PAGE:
Twelve Strings Transcendent | Music | Hudson Valley | Chronogram Magazine

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Twelve Strings Transcendent


Last Updated: 08/07/2013 4:30 pm
Some titles are too perfect. Take “Amongst a Swarm of Hummingbirds,” the opening track on Alexander Turnquist’s 2007 album, Faint at the Loudest Hour (VHF Records). Chiming cascades of fingerpicked notes swell and crest while a distinct melodic theme—sometimes audible, sometimes merely implied—glides and darts above, below, and straight through what the Hudson-based guitarist himself well describes as “amorphous flutter.” And then, roughly halfway through the piece, just before the 4:50 mark, things go from hypnotic to unhinged, as a segment of hazy, disintegrating electronic drones kicks in and expands. The piece finally fades to reveal the bare sound of Turnquist’s impossibly fleet picking fingers slowing down to bring everything in for a gentle landing.

“My dad has some hummingbird feeders at his house,” says the soft-spoken 12-string specialist. “Hummingbirds are really amazing to watch, the most incredibly rapid wing movement. So that’s what [the track] made me think of. The title definitely fits, I think. [Choosing titles for his instrumental works] isn’t the same for every piece. They’re not always completely literal. Sometimes they do come from something real-life, like that one, but sometimes they come from a fictional thing—a book, or maybe a journal rambling. Sometimes I come up with the title before I come up with the music. And sometimes it has more than one meaning. Like ‘Waiting at the Departure Gate’ [the 16-minute centerpiece of Turnquist’s newest VHF release, Hallway of Mirrors]. That came from me seeing off my brother, who was moving to Brazil. So besides the literal thing of just being at the gate at the airport, it’s a metaphor for someone starting a new phase of life. But it also ended up being a tribute to Jack Rose, who had just passed when I came up with the tune.”

Rose, who died in 2009 of a heart attack at only 38, is the figurehead of a recent wave of young, forward-thinking guitarists descended from 1960s and ’70s Eastern-tinged, folk-based players like Loe Kottke, Robbie Basho, Bert Jansch, Sandy Bull, Davy Graham, Woodstock’s Peter Walker, and, casting the largest shadow, the great John Fahey. But Turnquist insists that, unlike in the cases of many of his peers—who include James Blackshaw, Eric Carbonera, Ben Chasny, Mike Tamburo, and Cian Nugent—the pervasive Fahey wasn’t an influence at first. “Every new acoustic instrumental guitarist gets compared to John Fahey,” groans Turnquist. “But I’d never heard him until after I’d started making records and writers were mentioning him in my reviews. Philip Glass and the first few George Winston records and the other early stuff on Windham Hill Records, before [the label] turned into New Age water-fountain music—that was what inspired me the most.” Such unexpected touchstones give Turnquist the orchestrated, idiosyncratic style that makes him his own man as a player and composer. As with some of his new-generation compatriots, his recordings often feature additional instruments and prepared samples and other experimental noise elements. At only 23, he has a technique so mind-bogglingly advanced it dwarfs that of guitarists who’ve been playing for decades.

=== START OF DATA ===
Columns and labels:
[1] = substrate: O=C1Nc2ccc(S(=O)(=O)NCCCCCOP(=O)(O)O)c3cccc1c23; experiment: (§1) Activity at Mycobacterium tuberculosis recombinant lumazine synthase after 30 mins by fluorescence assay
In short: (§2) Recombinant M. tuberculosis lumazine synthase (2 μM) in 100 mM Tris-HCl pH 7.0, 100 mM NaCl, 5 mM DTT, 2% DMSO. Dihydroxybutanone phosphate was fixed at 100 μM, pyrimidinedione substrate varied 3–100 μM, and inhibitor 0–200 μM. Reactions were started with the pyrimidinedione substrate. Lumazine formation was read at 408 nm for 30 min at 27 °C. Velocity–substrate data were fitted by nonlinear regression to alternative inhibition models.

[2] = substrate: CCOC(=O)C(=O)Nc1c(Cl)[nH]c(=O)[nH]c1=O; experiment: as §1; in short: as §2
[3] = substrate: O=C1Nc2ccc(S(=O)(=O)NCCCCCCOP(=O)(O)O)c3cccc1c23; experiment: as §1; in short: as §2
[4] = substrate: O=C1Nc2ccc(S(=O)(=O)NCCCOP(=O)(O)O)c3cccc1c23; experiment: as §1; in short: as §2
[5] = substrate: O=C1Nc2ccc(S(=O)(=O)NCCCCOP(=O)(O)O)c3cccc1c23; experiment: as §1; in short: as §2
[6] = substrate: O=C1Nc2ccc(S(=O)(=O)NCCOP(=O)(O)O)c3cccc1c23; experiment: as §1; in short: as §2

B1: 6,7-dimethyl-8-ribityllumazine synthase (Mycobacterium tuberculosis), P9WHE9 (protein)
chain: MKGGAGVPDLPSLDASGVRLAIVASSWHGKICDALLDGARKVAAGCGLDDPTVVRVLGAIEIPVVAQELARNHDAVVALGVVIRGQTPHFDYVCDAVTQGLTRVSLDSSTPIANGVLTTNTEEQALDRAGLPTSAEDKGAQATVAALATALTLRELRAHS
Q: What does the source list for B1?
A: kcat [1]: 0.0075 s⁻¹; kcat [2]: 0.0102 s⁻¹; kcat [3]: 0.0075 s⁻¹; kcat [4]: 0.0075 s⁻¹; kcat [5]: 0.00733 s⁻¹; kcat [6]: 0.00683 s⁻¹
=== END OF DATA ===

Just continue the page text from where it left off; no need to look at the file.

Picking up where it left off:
“When I first heard Alexander, what entranced me was the way he was using the droning aspects of the guitar to get all of these amazing, singing overtones going,” says Foster Reed, who recently folded his trailblazing New Albion label to move into presenting live events (a series last month at the Stone in New York featured an evening of Turnquist performing new works accompanied by pianist Liam Singer, vibraphonist Matthew O’Koren, and violinist Christopher Tignor). “He’s a very curious musician and he has this gift for being able to create a strong narrative, which makes his music more listenable than a lot of similar music. In my era we were rebelling against serialism by drawing on rock and jazz and all of this other music that was outside the contemporary classical or ‘new music’ realm. To me, what Alexander and these other young guys are doing is neat because they were already born into that sensibility.”

Turnquist himself was born and raised in Idaho. Before he came along, his father, singer-songwriter Brian Turnquist, played guitar in the Martian Sand Band, the region’s answer to the Mothers of Invention. “They dressed up like wizards and toured in a purple-and-green school bus that my mom decorated,” says the junior player. “They never made a record, but I’m hoping some tapes turn up someday that could be released. I’ve also been pushing my dad to get a record of his own songs out.”